Record Ice Loss in Greenland Is a Threat to Coastal Cities Worldwide
(Bloomberg) -- Greenland broke its 2012 record for ice loss last year by 15%, a startling sign that a major contributor to global sea-level rise may be accelerating.
On its own, ice loss from the world’s biggest island is responsible for more than 20% of sea-level rise since 2005, according to new data published Thursday. That includes ice breaking off from the land and floating off and ice that melted directly into the water. It’s also about the same contribution as all the world’s other glaciers combined.
Another study about sea-level rise published Wednesday corroborates that conclusion. It also finds that another 40% of the oceans’ rise since 1993 can be attributed to rising temperatures, which cause water to expand.
Together, the results are important beyond just the community of scientists who study ice. Once that becomes water, it begins a journey that’ll lead it to New York Harbor, Miami Beach, Tokyo, Shanghai, London, and the world’s other vulnerable coastal cities as higher tides and greater flood risk.
The changes in Greenland’s ice makeup “are truly astonishing,” Thomas Frederikse, a NASA scientist, said about the new ice-loss data. The Greenland study, which he’s familiar with but wasn’t a part of, shows that “during 2019, Greenland alone caused as much sea-level rise as was caused by all processes combined in an average year during the 20th century,” he said.
Ingo Sasgen of the Alfred Wegener Institute and the Greenland paper’s lead author said he was surprised that the 2012 record was eclipsed in just seven years. The rates of melt were actually similar, he said, but 2019 saw less snowfall to compensate for the ice lost.
“I am starting to get used to higher and higher mass loss rates, which makes sense because the warming continues in the Arctic,” he said. “But obviously this is not a good thing, as this will eventually mean sea-level rise caused by the Greenland ice sheet is accelerating.”
The data about last year’s ice loss was published Thursday by an international team in the journal Communications Earth & Environment. The study bridges a gap between two NASA missions involving satellites that monitor the flow of water around the planet.
The Gravity Recovery and Climate Experiment launched in 2002 on a mission to map variations in the Earth’s gravity. It lasted until June 2017, well past its expected lifespan, and collected years of data about shrinking ice sheets and declining groundwater resources by picking up on minute gravitational changes. A sequel mission, GRACE-FO (for “Follow On”), launched in mid-2018, but that left scientists without meaningful data for almost a year in between.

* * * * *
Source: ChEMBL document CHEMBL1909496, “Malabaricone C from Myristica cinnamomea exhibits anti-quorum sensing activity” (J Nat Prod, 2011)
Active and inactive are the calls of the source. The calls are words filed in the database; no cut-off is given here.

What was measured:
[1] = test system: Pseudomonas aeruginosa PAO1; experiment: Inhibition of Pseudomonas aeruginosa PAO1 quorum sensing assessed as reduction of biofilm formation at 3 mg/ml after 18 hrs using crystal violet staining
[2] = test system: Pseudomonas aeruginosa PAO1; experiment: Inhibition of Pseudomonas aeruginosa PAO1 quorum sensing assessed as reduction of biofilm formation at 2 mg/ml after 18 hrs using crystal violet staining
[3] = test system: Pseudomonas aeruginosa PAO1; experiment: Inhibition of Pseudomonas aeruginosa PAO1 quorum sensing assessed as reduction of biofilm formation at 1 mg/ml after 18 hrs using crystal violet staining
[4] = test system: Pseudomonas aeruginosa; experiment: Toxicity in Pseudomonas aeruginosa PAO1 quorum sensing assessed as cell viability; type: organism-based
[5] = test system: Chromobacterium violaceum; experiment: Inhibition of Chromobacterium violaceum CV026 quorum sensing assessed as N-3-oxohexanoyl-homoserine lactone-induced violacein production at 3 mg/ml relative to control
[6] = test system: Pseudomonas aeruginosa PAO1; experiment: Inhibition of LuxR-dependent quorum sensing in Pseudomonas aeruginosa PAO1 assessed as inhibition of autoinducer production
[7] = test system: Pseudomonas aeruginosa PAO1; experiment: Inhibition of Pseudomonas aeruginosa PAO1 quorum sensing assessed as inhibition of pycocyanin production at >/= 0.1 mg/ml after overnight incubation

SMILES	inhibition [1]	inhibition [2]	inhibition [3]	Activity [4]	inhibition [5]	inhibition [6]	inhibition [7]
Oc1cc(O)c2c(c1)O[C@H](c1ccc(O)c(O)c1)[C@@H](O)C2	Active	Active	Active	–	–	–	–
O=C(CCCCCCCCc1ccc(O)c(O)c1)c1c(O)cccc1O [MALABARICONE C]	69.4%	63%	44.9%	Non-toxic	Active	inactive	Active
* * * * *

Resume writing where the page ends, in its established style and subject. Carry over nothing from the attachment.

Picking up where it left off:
Sasgen and his colleagues analyzed what happened during the 11 dark months between the loss of GRACE and the launch of GRACE-FO. They concluded that the period saw an unusual slowing in the rate of ice loss. From 2003 to 2016, Greenland shed about 255 billion metric tons (gigatons) of ice a year. Regional weather oddities in 2017 and 2018 caused that loss rate to fall by more than half, to about 100 GT a year, before it bounced back up in 2019 to 532 GT.
NASA’s Frederikse led a different study, published Wednesday in Nature, that reconciled the amount of sea-level rise scientists have observed with the sources of it going back to the year 1900. The work will allow scientists to be more confident in their estimates of sea-level rise for the years and decades ahead, he said. The last time the Intergovernmental Panel on Climate Change published a major scientific assessment in 2013, the rate of sea level rise was a meddlesome question.
“This is one of the puzzle pieces that was still missing,” he said. “We can say with more confidence that we understand why sea level has changed in the past.”
The next IPCC report is expected next year.
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